· Vital Courage
· Persevering through a disease or disability despite an ambiguous outcome
· Not limited to patient, can be displayed by the caregivers and relatives of the patient
· Profile of amputee Melissa Stockwell
· Shelp found that vital courage, along with competence and compassion is highly desirable in health care providers.
· Shelp identified three components of courage: freedom of choice, fear of a situation, and willingness to take risks.
· Psychological courage
· A form of vital courage describe by Putnam, consists of strength in facing one’s destructive habits
· Little training available and few exemplars of psychological courage.
· Differs from altruism in degree of physical risk, anger, and civil obligation.
· Modern conceptualizations fits well with Cicero’s ancient definition
· Becoming and Being Courageous
· Finfgeld argues courageous behaviors take place when, after identifying a threat, perceptions shift from viewing the problem as insurmountable to a challenge
· Szagun found that children and adults view courage differently, the tendency to equate courage with experiencing fear increases with age
· Haase’s research indicates that courage stems from developed attitudes and coping methods more than innate abilities
· Miep Gies, who sheltered Anne Frank, viewed helping (civil courage) as a duty, not a choice.
· Measuring Courage
· Numerous self-report measures exist, but they are limited by the lack of a comprehensive theory of courage on which to base the measurement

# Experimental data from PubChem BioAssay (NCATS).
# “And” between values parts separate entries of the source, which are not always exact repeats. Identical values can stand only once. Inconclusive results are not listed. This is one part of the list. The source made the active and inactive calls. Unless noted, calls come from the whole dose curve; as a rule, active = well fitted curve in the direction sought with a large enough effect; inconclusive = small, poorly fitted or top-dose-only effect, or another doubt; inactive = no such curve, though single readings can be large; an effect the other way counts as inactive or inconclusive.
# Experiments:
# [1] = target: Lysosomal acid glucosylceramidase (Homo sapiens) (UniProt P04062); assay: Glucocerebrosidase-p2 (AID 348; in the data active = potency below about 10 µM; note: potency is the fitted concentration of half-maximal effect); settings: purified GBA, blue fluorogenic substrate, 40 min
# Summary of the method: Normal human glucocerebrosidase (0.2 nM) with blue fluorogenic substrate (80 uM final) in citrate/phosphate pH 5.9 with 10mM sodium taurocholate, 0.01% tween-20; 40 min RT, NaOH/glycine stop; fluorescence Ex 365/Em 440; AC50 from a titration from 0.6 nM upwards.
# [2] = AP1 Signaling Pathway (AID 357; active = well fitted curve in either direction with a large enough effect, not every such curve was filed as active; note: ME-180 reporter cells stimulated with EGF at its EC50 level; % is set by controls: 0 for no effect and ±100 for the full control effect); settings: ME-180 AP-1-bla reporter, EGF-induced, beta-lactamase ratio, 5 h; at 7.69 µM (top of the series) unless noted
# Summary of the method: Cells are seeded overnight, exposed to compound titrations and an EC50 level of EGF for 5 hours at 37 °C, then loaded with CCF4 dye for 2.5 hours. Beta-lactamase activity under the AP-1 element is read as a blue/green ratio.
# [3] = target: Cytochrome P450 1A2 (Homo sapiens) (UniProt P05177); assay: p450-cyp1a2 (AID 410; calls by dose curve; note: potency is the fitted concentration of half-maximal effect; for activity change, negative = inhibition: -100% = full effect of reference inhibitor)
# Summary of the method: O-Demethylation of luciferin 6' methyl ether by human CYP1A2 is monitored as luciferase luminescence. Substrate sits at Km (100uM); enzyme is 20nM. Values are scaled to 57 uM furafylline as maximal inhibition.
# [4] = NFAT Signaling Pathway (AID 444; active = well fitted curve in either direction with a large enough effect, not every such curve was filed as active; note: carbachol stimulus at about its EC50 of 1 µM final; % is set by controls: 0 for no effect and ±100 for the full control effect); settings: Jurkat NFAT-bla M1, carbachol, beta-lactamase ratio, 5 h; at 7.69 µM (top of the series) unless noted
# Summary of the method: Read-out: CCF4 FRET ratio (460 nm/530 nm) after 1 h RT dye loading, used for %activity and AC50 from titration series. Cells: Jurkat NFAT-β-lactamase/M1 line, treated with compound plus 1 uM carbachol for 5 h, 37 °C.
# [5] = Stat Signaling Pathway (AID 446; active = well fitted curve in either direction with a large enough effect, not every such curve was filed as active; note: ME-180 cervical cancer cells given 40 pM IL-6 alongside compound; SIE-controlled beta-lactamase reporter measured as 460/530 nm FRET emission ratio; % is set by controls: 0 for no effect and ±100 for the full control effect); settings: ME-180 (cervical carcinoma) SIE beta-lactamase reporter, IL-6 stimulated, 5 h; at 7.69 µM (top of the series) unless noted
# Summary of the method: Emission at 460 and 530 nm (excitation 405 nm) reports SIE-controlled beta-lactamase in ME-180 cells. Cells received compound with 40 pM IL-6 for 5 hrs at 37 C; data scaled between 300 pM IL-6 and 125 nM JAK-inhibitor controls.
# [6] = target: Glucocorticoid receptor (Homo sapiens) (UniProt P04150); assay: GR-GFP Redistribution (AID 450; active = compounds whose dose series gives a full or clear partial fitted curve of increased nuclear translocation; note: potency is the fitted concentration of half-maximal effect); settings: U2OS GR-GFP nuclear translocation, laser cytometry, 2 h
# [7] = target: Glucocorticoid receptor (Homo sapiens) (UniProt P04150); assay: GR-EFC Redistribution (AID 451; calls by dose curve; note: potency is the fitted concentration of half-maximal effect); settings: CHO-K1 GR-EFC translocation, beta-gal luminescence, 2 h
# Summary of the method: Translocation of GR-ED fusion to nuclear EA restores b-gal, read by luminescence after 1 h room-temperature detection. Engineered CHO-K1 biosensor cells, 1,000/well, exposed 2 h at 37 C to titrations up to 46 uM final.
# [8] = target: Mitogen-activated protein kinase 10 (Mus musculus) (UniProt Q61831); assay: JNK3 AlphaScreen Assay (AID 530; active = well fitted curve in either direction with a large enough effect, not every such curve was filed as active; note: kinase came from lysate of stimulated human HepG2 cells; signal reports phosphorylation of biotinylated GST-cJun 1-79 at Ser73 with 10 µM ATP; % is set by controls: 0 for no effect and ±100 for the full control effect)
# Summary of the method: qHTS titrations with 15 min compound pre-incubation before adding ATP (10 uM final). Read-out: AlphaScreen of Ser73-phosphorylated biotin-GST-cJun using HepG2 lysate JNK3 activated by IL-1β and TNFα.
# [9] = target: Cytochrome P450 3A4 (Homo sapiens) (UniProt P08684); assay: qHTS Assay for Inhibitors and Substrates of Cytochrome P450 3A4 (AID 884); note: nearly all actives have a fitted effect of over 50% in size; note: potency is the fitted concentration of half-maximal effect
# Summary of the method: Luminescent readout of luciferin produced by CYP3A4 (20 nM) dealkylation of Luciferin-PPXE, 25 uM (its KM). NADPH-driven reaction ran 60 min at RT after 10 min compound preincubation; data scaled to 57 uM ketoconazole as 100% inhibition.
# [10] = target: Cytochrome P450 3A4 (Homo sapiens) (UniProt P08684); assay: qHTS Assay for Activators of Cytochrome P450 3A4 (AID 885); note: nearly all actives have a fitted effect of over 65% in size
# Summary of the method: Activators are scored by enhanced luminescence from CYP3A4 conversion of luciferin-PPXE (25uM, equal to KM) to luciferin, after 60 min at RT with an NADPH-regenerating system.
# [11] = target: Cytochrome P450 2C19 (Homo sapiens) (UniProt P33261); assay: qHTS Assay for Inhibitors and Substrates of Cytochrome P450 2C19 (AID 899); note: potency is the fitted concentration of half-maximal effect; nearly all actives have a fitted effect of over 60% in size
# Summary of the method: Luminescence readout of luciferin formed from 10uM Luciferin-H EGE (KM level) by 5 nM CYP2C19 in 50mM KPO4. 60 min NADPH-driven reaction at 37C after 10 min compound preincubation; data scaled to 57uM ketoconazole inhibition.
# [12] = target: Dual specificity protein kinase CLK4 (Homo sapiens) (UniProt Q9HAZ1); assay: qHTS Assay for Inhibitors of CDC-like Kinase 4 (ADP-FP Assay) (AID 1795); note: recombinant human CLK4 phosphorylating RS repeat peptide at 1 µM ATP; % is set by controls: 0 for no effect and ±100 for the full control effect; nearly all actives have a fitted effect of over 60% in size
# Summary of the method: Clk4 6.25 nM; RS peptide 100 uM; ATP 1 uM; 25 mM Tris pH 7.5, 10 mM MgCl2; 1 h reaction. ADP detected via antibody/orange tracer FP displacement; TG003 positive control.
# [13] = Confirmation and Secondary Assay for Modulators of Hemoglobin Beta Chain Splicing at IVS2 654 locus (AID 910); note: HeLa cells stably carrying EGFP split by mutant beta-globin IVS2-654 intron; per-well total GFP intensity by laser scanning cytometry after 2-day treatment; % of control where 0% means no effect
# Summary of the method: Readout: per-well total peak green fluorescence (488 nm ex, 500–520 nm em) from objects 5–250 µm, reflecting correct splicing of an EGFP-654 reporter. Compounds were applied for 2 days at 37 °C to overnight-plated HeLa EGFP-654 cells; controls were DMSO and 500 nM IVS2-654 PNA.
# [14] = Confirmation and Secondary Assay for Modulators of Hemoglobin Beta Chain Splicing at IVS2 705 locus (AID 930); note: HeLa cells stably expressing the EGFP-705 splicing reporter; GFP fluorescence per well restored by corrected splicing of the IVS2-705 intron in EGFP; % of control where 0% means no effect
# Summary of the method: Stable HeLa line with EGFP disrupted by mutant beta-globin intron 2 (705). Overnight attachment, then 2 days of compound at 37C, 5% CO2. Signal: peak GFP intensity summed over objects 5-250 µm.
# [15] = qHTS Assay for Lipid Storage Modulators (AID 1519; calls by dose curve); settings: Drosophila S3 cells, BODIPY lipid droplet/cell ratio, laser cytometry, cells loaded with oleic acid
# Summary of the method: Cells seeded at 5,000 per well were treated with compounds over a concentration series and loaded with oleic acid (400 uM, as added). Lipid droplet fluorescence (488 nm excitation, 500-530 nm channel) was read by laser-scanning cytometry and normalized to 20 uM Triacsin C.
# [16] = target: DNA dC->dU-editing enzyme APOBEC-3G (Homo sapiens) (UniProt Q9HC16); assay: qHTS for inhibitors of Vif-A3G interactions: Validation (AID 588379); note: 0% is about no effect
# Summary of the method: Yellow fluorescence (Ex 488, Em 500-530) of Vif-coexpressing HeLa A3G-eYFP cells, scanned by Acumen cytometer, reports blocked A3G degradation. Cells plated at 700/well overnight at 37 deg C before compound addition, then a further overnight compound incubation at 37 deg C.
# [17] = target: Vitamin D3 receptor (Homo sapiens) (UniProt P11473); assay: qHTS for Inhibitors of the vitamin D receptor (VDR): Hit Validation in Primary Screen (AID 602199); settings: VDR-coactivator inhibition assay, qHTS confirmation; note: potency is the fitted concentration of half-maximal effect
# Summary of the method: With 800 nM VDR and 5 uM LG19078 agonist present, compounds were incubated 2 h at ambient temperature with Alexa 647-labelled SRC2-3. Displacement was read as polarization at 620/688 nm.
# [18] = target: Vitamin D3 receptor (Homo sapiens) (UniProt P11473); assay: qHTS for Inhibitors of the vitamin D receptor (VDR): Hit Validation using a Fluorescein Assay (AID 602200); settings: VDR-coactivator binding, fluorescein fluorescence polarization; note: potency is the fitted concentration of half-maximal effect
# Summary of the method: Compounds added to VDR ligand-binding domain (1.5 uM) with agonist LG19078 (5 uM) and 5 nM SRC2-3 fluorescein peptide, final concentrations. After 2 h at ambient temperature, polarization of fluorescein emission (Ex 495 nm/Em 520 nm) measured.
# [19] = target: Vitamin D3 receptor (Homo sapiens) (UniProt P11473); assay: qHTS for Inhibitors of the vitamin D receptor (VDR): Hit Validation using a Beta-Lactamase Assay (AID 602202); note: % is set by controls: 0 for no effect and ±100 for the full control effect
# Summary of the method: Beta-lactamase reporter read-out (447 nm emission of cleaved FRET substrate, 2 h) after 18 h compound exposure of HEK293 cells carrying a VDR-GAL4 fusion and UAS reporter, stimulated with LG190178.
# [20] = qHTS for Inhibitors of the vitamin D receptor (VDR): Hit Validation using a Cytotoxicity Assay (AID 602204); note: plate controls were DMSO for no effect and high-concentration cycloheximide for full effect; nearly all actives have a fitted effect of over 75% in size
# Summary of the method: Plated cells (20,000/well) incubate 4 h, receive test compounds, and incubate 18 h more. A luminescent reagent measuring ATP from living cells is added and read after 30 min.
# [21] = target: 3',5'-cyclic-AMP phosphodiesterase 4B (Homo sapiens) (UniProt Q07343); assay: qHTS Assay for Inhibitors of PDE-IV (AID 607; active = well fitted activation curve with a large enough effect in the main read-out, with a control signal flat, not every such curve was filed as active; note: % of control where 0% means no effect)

· It is also unclear whether measures should focus on the tonic or phasic manifestations of courage or both
· Relationship Between Fear and Courage
· courage in fearfulness are not synonymous; perseverance despite fear is the purest form of courage.
· Rachman proposed that true courage is approaching a situation despite experiencing fear
· Limited findings suggest that courageous people might respond differently, both behaviorally and physiologically, to fear
Benefits of Courage
· Courage is positively correlated with agreeableness, openness, and extroversion, and negatively associated with anxiety.
Courage and Culture
· Acts deemed courageous might differ from culture to culture.
· Asian cultures may value the pursuit of harmony over personal opinion.
· Western cultures may view speaking up at all costs as courageous.
· Some cultural groups might find courage to be necessary more often than others. Courage may be a necessary component of life for women across the world.
Finding Wisdom and Courage in Daily Life
· courage is the ability to act in spite of fear and overwhelming opposition, and sometimes imminent physical danger
· profiles of Winston Churchill suggest that courage cannot be taught, but can be inspired
· Raqchman uses of military bomb disposal officers to illustrate the value of knowing that one is prepared.
The Value of Wisdom and Courage
· Despite the difficulties in conceptualizing and identifying both wisdom and courage, it is clear that both virtues have adaptive personal and evolutionary benefits and should be cultivated